Following the success of overnight and sleepover events at bookstores around the globe, U.K. book retailer Waterstones is bringing back its own overnight program with a twist: booklovers will be locked inside a Waterstones store over night and must complete an increasingly complex sequence of interrelated, literature-themed puzzles to escape the bookstore before dawn.
Waterstones CEO James Daunt called the revived overnight, which is officially titled Escape the Bookshop, a return to the program's roots: the inspiration for the first sleepover in 2014 was the much-publicized instance of an American tourist who was locked inside a London Waterstones after the staff had left for the evening. The ensuing sleepover program proved popular, but Daunt always felt there was something lacking.
"Our customers had a lovely time, but without that edge of uncertainty--that thought of, Am I really trapped in here?--there was something missing from the experience," said Daunt. At the same time, Daunt noticed the growing popularity of escape room games and wondered if combining those sorts of puzzles with a night in a bookstore could be just what the program needed.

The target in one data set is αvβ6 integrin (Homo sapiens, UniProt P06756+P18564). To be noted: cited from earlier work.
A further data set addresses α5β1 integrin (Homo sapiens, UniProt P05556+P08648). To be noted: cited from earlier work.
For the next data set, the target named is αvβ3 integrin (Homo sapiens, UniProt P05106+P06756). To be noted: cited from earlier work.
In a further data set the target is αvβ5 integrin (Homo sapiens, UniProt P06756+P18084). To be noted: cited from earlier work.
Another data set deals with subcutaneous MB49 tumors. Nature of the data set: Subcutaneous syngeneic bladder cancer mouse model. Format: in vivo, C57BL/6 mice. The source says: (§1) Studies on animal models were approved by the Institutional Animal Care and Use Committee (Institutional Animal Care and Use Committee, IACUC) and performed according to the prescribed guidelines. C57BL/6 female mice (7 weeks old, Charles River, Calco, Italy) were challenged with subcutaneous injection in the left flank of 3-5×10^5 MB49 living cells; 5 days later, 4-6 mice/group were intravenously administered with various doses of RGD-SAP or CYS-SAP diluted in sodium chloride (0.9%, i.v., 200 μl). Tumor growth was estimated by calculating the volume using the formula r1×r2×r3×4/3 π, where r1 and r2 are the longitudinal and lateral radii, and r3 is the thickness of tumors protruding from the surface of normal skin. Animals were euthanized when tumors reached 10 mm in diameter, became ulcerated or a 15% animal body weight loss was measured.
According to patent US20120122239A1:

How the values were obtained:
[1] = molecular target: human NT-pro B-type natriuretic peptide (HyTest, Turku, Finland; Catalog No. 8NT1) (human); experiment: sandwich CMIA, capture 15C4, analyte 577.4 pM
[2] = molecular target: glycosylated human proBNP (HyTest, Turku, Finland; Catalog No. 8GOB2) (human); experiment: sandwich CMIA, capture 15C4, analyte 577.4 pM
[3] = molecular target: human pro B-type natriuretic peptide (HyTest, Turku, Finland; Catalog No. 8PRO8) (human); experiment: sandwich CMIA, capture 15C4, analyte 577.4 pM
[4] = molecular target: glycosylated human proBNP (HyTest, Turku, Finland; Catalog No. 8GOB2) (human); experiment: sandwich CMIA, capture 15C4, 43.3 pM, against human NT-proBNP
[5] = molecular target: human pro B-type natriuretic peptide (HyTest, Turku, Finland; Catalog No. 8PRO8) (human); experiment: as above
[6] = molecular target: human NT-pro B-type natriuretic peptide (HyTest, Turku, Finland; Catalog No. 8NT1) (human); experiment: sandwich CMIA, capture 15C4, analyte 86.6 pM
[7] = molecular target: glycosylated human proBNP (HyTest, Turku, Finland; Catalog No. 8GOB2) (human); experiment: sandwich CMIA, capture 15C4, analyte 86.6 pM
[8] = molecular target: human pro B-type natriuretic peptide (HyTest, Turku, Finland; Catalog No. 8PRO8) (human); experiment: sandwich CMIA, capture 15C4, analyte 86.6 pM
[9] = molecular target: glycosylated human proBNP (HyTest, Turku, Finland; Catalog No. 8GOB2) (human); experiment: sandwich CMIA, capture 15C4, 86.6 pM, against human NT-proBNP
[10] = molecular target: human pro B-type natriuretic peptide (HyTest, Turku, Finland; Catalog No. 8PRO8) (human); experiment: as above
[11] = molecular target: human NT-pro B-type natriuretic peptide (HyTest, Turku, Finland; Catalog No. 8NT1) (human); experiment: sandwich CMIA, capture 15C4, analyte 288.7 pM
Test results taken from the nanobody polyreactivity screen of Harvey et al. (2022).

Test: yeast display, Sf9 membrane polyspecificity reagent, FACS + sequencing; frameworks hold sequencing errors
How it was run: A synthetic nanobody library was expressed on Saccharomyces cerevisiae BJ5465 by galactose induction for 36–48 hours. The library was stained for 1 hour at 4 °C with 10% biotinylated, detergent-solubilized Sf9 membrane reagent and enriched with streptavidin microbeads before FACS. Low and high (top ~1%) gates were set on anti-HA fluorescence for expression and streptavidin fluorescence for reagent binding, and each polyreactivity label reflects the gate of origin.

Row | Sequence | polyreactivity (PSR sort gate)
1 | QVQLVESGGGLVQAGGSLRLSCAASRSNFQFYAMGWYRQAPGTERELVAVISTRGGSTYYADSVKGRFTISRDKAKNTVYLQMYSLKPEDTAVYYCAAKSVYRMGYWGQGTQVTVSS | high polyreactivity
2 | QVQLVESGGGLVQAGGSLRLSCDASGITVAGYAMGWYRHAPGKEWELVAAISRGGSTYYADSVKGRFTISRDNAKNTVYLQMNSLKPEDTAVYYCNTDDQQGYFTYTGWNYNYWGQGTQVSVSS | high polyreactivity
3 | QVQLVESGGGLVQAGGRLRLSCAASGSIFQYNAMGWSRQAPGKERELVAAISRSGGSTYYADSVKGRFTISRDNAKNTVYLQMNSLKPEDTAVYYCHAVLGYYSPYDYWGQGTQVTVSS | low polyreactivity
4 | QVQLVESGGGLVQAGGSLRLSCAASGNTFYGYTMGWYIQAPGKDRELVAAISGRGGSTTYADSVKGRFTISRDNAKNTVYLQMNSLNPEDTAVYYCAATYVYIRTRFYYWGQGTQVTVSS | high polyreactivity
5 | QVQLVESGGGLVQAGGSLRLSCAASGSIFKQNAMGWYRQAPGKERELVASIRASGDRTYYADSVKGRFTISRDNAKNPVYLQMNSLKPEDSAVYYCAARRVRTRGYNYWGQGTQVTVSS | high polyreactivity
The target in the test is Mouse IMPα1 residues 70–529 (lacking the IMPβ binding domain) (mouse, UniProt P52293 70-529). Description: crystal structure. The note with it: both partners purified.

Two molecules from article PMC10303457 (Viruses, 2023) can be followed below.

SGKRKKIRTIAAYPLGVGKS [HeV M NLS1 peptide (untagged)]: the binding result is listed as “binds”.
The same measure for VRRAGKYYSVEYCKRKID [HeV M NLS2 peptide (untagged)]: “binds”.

"Now, booklovers can still spend a night in their favorite bookshop," continued Daunt, "and that renewed sense of danger will guarantee that it's unforgettable."
Tickets for the Escape the Bookshop experience will go on sale this Monday, with two scenarios to choose from. One, based on a mixture of classic crime and spy fiction, is called "Bookseller Buyer Manager Spy" while the other, based on horror fiction, is called "A Nightmare on High Street." Due to the complexity of the puzzles, reservations are open only to groups of four to eight people; groups can choose a particular scenario or have Waterstones make the choice. On the night of the experience, Waterstones employees will pick up group members and transport them blindfolded to a Waterstones shop. The group will not be allowed to remove those blindfolds until the doors are locked.
At present, Escape the Bookshop will be offered only in London. Should the program prove successful, Waterstones will look into creating more scenarios and expanding to other cities. Daunt said that early test feedback regarding the experience has been "heartening," but not without a few "hiccups."
When asked what would happen to any groups that failed to complete the final puzzle before dawn, Daunt answered: "Oh, but that would be telling." --Alex Mutter